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Apparent climate-mediated loss and fragmentation of core habitat of the American pika in the Northern Sierra Nevada, California, USA

Fig 4

Inundation of sky islands surrounding Lake Tahoe by rising tides of warm air.

Panels depict mean summer temperature (MST) for historical conditions, 1910–1955 (current MST -1.45°C), current conditions, 2010 (2001–2010), and future conditions (2030, RCP 8.5, current MST + 1.33°C; 2050, RCP 8.5, current MST + 2.74°C). Fourteen degrees Celsius MST represents an approximate threshold above which pika occupancy becomes tenuous [27]. Projections are the ensemble mean of 17 general circulation models [54]. Temperatures from the mid-20th century and before (upper left panel) appear to have supported spatially continuous pika-habitable temperatures throughout much of the Tahoe region. Current temperatures (upper right) have seen the collapse of the Pluto triangle metapopulation, which occupied the isthmus of habitat connecting the crest of the Sierra with the Carson Range to the east. If pika response is governed by the temperature and dispersal thresholds observed in our study area, climate warming appears poised to cause extensive retraction and fragmentation of pika populations in the greater Lake Tahoe area within decades (bottom panels).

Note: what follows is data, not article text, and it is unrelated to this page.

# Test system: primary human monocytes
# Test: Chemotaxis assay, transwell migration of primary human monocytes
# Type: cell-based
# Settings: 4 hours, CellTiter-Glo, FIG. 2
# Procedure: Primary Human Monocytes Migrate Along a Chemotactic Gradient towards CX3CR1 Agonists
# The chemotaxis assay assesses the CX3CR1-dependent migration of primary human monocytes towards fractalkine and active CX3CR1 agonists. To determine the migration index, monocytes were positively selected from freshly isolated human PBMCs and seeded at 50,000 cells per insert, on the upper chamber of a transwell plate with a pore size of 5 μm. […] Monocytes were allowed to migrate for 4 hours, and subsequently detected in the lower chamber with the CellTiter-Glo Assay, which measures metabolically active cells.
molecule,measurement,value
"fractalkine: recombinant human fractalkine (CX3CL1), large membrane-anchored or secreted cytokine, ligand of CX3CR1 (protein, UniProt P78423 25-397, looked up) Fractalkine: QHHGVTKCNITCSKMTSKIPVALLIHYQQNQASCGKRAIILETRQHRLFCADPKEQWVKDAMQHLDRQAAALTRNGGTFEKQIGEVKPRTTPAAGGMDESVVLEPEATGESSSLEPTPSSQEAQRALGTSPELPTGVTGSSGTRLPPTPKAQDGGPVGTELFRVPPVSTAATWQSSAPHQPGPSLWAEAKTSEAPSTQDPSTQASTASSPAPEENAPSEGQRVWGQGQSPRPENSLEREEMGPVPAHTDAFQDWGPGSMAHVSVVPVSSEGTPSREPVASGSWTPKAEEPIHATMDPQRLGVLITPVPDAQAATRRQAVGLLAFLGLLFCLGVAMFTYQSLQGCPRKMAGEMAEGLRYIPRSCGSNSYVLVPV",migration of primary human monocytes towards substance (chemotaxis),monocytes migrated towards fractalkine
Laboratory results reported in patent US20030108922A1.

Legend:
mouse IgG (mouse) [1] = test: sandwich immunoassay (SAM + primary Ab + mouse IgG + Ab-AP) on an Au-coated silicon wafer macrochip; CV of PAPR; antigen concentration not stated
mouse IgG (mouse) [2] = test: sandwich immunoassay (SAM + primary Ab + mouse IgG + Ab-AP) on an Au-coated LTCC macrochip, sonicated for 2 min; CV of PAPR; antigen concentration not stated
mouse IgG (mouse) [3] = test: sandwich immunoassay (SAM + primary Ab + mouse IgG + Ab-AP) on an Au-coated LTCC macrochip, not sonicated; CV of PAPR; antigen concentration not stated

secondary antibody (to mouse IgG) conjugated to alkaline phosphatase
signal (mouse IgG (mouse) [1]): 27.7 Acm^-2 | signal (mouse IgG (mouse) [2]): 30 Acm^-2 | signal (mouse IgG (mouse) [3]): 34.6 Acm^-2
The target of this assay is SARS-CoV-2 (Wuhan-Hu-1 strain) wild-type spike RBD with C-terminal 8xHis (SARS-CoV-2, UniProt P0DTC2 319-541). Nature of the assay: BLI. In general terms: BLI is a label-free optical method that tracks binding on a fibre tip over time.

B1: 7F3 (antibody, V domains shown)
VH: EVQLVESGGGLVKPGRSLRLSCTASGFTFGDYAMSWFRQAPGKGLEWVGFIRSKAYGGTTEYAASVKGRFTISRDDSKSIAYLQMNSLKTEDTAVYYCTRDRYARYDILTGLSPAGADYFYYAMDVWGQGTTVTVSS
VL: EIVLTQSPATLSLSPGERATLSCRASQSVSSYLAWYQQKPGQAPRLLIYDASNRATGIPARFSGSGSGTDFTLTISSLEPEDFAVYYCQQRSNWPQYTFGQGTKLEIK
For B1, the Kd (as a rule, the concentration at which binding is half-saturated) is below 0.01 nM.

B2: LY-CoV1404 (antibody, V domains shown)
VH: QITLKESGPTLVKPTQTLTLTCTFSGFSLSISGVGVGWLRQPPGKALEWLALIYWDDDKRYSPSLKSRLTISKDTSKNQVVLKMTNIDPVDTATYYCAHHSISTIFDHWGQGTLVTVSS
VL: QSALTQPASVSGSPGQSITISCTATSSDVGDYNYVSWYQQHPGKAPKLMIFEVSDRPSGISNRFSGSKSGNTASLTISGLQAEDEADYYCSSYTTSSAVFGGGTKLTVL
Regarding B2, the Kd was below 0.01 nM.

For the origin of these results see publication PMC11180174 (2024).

Fig 4